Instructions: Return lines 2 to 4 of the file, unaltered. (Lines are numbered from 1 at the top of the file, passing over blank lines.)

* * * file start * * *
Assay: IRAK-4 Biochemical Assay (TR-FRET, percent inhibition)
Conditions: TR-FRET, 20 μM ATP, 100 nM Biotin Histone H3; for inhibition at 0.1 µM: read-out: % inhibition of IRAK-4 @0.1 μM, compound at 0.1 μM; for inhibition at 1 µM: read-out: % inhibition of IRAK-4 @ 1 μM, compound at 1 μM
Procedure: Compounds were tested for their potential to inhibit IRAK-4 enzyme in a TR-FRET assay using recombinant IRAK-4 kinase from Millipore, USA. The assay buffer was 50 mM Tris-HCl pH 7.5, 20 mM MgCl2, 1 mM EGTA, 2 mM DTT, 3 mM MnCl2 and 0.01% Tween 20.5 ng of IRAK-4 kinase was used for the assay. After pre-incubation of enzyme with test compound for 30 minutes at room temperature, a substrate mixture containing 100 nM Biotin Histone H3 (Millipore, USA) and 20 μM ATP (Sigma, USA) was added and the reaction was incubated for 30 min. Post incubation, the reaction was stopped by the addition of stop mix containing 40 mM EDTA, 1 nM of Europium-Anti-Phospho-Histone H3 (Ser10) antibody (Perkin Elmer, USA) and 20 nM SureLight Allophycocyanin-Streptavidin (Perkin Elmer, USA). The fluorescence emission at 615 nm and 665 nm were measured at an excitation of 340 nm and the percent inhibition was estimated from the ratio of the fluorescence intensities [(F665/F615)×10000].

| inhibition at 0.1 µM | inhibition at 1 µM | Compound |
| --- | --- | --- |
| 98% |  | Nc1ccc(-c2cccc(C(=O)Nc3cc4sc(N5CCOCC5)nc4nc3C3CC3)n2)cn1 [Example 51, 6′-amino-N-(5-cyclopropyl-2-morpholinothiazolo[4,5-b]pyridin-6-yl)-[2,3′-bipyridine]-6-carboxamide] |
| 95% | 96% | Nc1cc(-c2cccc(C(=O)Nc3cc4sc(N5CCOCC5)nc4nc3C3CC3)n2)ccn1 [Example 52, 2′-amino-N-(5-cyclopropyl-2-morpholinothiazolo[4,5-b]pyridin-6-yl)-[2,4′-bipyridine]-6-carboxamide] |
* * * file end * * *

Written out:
Conditions: TR-FRET, 20 μM ATP, 100 nM Biotin Histone H3; for inhibition at 0.1 µM: read-out: % inhibition of IRAK-4 @0.1 μM, compound at 0.1 μM; for inhibition at 1 µM: read-out: % inhibition of IRAK-4 @ 1 μM, compound at 1 μM
Procedure: Compounds were tested for their potential to inhibit IRAK-4 enzyme in a TR-FRET assay using recombinant IRAK-4 kinase from Millipore, USA. The assay buffer was 50 mM Tris-HCl pH 7.5, 20 mM MgCl2, 1 mM EGTA, 2 mM DTT, 3 mM MnCl2 and 0.01% Tween 20.5 ng of IRAK-4 kinase was used for the assay. After pre-incubation of enzyme with test compound for 30 minutes at room temperature, a substrate mixture containing 100 nM Biotin Histone H3 (Millipore, USA) and 20 μM ATP (Sigma, USA) was added and the reaction was incubated for 30 min. Post incubation, the reaction was stopped by the addition of stop mix containing 40 mM EDTA, 1 nM of Europium-Anti-Phospho-Histone H3 (Ser10) antibody (Perkin Elmer, USA) and 20 nM SureLight Allophycocyanin-Streptavidin (Perkin Elmer, USA). The fluorescence emission at 615 nm and 665 nm were measured at an excitation of 340 nm and the percent inhibition was estimated from the ratio of the fluorescence intensities [(F665/F615)×10000].

| inhibition at 0.1 µM | inhibition at 1 µM | Compound |